As Georgia regulators ponder Vogtle’s future, more revelations emerge about its doomed twin in South CarolinaThe first-of-its-kind technology could create delays in getting the Westinghouse Electric Co's AP 1000 certified for use by the Nuclear Regulator Commission, according to a report by Moody's Investors Service. File/Credit: theconstrutionindex.co.uk
By Tom Baxter
From a design point of view, the nuclear projects at Plant Vogtle and the V.C. Summer site in South Carolina were identical. They were to be the first in a new generation of U.S. nuclear reactors, the Westinghouse AP1000s, cheaper, easier to build and safer than their predecessors.
After years of costly delays, the fate of the two projects diverged last summer, when the South Carolina utilities funding the Summer project pulled the plug on it, just days after the Georgia Public Service gave the go-ahead for continuing construction at Vogtle, despite the bankruptcy of Westinghouse.
The impact of the Westinghouse debacle has been felt more sharply in South Carolina, where a substantially smaller population of ratepayers is shouldering the enormous costs. One result of this has been a very productive competition between Columbia’s The State and Charleston’s The Post and Courier, both of which have been aggressive in reporting on the regulatory failures that accompanied the engineering blunders on the road to ruin for the Summer project.
Last week, as the Georgia Public Service Commission was holding four days of hearings on the future of the Vogtle project, portable devices were buzzing with the fruits of that effort.
While proponents of the project were trying to make the economic case for staying the course with Vogtle, The Post and Courier was reporting how Westinghouse kited the costs of materials at the Summer project, using hand-machined nuts at $112 a piece when a similar nut was available for $2.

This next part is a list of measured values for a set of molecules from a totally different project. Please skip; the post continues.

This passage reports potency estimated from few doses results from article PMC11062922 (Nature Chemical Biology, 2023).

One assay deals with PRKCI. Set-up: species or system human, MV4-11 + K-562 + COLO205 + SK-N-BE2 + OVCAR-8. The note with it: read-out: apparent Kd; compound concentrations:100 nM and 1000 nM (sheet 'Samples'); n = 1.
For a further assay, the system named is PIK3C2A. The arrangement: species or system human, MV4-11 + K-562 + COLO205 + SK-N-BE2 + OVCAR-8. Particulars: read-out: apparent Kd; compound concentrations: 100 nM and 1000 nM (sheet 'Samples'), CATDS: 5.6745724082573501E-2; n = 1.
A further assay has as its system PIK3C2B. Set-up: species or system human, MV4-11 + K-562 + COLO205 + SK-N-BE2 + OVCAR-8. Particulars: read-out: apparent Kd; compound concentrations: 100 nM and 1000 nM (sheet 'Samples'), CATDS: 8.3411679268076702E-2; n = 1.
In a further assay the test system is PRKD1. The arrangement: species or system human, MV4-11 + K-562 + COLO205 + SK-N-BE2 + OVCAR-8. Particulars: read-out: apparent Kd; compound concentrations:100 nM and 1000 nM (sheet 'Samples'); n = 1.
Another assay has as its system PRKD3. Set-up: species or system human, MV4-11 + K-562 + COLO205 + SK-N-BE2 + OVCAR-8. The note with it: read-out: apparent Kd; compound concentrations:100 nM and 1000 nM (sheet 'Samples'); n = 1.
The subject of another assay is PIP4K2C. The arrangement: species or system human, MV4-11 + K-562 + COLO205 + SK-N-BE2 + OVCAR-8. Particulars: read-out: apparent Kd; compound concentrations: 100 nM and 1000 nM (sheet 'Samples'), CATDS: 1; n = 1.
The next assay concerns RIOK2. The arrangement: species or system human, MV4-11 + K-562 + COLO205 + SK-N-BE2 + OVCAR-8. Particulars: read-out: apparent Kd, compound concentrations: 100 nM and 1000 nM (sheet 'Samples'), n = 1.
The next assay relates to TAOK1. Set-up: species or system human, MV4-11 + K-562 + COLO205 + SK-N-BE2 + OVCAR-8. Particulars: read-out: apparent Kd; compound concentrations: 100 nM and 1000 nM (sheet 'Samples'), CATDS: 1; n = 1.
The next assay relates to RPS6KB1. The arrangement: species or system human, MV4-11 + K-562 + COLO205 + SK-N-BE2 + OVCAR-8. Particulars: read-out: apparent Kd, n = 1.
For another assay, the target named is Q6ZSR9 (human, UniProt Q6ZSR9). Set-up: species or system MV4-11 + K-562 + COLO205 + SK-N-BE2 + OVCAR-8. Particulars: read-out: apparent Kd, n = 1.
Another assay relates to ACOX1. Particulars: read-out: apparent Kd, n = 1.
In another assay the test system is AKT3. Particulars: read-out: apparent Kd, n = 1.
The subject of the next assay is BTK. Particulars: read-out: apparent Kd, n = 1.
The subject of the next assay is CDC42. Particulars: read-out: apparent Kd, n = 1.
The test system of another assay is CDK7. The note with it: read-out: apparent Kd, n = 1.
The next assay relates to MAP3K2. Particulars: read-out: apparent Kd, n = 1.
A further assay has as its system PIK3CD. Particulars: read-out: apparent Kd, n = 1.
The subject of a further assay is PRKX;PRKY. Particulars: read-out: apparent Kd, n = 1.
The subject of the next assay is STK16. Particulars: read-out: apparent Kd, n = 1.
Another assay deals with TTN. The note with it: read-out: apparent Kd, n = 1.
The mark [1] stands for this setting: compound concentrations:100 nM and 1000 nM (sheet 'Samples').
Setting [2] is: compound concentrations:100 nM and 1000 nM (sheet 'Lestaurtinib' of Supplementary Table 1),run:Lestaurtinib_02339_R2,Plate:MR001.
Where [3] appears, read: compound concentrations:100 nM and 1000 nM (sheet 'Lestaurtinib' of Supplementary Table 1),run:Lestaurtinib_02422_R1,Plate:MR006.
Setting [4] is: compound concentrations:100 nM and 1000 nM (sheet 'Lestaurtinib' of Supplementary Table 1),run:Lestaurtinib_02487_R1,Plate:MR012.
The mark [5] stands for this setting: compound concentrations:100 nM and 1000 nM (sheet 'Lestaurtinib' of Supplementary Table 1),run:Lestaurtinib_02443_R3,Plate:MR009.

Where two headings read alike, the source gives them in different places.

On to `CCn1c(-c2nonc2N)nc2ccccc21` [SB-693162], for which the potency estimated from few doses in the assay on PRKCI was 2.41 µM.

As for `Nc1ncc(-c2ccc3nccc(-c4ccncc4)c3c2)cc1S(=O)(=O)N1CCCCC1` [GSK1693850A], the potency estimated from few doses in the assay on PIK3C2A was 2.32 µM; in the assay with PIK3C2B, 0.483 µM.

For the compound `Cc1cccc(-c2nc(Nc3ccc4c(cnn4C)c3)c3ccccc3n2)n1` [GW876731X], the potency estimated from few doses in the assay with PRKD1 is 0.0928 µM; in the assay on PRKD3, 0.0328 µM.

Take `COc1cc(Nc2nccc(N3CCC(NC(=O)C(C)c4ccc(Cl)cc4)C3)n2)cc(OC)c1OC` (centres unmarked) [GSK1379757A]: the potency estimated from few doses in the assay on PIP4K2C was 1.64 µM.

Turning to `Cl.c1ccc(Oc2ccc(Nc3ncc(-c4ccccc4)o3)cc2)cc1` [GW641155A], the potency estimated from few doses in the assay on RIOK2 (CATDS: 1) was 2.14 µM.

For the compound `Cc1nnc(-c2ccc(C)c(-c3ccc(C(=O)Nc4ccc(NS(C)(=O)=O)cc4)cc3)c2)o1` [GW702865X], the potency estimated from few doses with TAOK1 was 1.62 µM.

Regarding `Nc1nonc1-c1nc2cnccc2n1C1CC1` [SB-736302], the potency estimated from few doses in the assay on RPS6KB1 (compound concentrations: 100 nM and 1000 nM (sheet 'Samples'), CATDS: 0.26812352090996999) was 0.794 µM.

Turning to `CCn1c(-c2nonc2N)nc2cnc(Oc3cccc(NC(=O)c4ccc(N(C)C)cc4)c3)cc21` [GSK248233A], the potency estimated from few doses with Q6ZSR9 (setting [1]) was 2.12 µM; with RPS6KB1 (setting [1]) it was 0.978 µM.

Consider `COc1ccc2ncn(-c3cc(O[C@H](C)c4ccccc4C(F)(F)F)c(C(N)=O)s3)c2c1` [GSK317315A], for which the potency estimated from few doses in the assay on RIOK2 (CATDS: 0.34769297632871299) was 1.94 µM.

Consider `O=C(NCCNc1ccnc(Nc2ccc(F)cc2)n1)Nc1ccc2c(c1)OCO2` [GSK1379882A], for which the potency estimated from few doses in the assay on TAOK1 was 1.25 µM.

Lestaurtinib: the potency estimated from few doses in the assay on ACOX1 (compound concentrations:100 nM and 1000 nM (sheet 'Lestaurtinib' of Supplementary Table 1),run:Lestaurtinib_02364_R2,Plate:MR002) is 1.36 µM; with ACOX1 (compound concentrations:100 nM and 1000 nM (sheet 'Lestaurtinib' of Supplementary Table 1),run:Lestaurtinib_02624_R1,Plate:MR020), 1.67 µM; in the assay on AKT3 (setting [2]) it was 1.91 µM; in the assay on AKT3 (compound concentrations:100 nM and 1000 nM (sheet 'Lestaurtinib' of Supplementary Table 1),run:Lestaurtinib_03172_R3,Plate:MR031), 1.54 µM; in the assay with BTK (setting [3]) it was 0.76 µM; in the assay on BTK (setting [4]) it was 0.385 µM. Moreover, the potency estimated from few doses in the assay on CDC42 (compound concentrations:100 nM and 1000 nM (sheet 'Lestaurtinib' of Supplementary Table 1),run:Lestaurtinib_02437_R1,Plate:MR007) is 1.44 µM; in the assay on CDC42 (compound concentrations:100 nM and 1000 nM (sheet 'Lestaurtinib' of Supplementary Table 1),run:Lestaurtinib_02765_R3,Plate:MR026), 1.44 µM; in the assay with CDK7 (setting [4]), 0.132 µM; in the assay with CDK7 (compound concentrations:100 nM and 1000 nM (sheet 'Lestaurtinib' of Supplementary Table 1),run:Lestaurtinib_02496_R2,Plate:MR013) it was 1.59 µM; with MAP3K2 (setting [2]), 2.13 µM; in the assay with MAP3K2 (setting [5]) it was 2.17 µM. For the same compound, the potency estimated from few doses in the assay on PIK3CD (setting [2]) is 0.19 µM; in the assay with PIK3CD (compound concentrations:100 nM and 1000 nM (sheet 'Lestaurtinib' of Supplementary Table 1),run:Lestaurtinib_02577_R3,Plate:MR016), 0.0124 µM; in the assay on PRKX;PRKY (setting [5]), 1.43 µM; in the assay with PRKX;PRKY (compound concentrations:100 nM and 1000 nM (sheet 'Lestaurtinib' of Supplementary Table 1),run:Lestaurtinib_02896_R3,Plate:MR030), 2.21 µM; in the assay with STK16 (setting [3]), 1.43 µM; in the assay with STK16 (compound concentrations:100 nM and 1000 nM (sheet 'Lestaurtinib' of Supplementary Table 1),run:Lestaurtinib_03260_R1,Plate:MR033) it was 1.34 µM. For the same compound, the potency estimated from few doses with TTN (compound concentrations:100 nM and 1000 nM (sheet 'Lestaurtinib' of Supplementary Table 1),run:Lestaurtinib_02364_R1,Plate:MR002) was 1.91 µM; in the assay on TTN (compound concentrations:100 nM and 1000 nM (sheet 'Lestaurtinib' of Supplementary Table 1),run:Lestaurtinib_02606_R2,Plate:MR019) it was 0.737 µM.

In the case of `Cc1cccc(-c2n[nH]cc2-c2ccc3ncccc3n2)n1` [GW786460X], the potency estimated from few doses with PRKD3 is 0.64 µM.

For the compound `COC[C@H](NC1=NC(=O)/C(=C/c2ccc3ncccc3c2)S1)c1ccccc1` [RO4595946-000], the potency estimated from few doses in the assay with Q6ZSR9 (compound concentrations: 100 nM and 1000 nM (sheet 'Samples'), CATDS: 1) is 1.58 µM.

Meanwhile The State was reporting on how a troop of utility officials flew to Washington to celebrate the licensing of the Summer project and tried to pass the costs along to the ratepayers. It was enough to make an old reporter feel nostalgic.
Perhaps the most damning revelation since the plug was pulled on the South Carolina project was that officials of the utilities SCANA and Santee Cooper knew about a private audit by the construction company Bechtel identifying serious problems with the project before they told state regulators that it was on track.
The audit came to light over Labor Day when Gov. Henry McMaster ordered it released, over the objections of Santee Cooper’s board. McMaster has put the state-owned utility up for sale.
In a recent, very thorough examination of how one project survived while the other hung on, Post and Courier writer Tony Bartelme credits Georgia regulators, in particular construction monitor William Jacobs, with keeping a much closer watch on the snowballing missteps and inefficiencies troubling both projects.
In the end, however, Jacobs’ early and accurate warnings that the Vogtle project was dangerously off course didn’t turn it around, or convince the PSC to apply the brakes.
“Ultimately, Vogtle’s story shows how money and political power triumphed over incompetence, at least so far,” Bartelme wrote.
Georgia Public Service Commission Commissioner Stan Wise, an enthusiastic supporter of Vogtle from the beginning, said in the story that there were big financial differences in the Vogtle and Summer projects, and that it would be better for Georgia if Vogtle goes forward.
“In South Carolina you have a finger-pointing campaign about who knew what and when and who’s going to pay for it all. No good comes out of any of those scenarios,” Wise told The Post and Courier.
No good, that is, if you’re looking at things from the perspective of a commissioner who’s about to leave office after rubber-stamping a project that is years off schedule and billions of dollars over budget.
But who knew what and when and who’s going to pay for it all are questions that are just as relevant in Georgia as they are in South Carolina. And sooner or later they’re going to be asked.